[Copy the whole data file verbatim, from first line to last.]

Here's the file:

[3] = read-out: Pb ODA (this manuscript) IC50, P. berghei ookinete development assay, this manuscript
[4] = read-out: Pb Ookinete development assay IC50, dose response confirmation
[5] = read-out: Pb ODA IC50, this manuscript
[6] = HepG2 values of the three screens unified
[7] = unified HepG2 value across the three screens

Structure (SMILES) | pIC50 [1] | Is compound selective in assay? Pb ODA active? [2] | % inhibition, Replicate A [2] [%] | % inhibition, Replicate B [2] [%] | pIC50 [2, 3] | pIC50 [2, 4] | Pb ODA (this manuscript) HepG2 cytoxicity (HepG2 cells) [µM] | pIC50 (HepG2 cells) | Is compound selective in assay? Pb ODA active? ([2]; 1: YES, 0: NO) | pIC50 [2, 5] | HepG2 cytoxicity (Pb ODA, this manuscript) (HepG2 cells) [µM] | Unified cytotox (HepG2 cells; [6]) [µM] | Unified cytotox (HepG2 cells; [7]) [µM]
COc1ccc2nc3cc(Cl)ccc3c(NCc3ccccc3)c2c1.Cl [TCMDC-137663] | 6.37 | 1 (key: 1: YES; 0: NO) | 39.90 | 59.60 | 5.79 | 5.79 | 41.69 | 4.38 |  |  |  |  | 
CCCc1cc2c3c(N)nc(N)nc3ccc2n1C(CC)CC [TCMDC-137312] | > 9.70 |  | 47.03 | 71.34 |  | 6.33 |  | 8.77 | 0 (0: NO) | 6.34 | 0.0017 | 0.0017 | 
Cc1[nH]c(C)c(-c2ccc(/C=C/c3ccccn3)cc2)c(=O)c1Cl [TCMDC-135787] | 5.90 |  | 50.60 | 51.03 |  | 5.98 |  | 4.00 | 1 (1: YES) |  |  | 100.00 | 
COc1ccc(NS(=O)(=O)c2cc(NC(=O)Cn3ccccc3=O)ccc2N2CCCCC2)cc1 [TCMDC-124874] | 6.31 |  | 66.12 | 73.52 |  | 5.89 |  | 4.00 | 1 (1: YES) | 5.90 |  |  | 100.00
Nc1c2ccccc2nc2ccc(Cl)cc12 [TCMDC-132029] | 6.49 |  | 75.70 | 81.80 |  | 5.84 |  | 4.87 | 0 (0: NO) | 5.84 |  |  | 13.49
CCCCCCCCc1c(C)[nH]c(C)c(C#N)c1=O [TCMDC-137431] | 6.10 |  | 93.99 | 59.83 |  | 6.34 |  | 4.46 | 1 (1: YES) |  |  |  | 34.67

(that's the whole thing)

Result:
[3] = read-out: Pb ODA (this manuscript) IC50, P. berghei ookinete development assay, this manuscript
[4] = read-out: Pb Ookinete development assay IC50, dose response confirmation
[5] = read-out: Pb ODA IC50, this manuscript
[6] = HepG2 values of the three screens unified
[7] = unified HepG2 value across the three screens

Structure (SMILES) | pIC50 [1] | Is compound selective in assay? Pb ODA active? [2] | % inhibition, Replicate A [2] [%] | % inhibition, Replicate B [2] [%] | pIC50 [2, 3] | pIC50 [2, 4] | Pb ODA (this manuscript) HepG2 cytoxicity (HepG2 cells) [µM] | pIC50 (HepG2 cells) | Is compound selective in assay? Pb ODA active? ([2]; 1: YES, 0: NO) | pIC50 [2, 5] | HepG2 cytoxicity (Pb ODA, this manuscript) (HepG2 cells) [µM] | Unified cytotox (HepG2 cells; [6]) [µM] | Unified cytotox (HepG2 cells; [7]) [µM]
COc1ccc2nc3cc(Cl)ccc3c(NCc3ccccc3)c2c1.Cl [TCMDC-137663] | 6.37 | 1 (key: 1: YES; 0: NO) | 39.90 | 59.60 | 5.79 | 5.79 | 41.69 | 4.38 |  |  |  |  | 
CCCc1cc2c3c(N)nc(N)nc3ccc2n1C(CC)CC [TCMDC-137312] | > 9.70 |  | 47.03 | 71.34 |  | 6.33 |  | 8.77 | 0 (0: NO) | 6.34 | 0.0017 | 0.0017 | 
Cc1[nH]c(C)c(-c2ccc(/C=C/c3ccccn3)cc2)c(=O)c1Cl [TCMDC-135787] | 5.90 |  | 50.60 | 51.03 |  | 5.98 |  | 4.00 | 1 (1: YES) |  |  | 100.00 | 
COc1ccc(NS(=O)(=O)c2cc(NC(=O)Cn3ccccc3=O)ccc2N2CCCCC2)cc1 [TCMDC-124874] | 6.31 |  | 66.12 | 73.52 |  | 5.89 |  | 4.00 | 1 (1: YES) | 5.90 |  |  | 100.00
Nc1c2ccccc2nc2ccc(Cl)cc12 [TCMDC-132029] | 6.49 |  | 75.70 | 81.80 |  | 5.84 |  | 4.87 | 0 (0: NO) | 5.84 |  |  | 13.49
CCCCCCCCc1c(C)[nH]c(C)c(C#N)c1=O [TCMDC-137431] | 6.10 |  | 93.99 | 59.83 |  | 6.34 |  | 4.46 | 1 (1: YES) |  |  |  | 34.67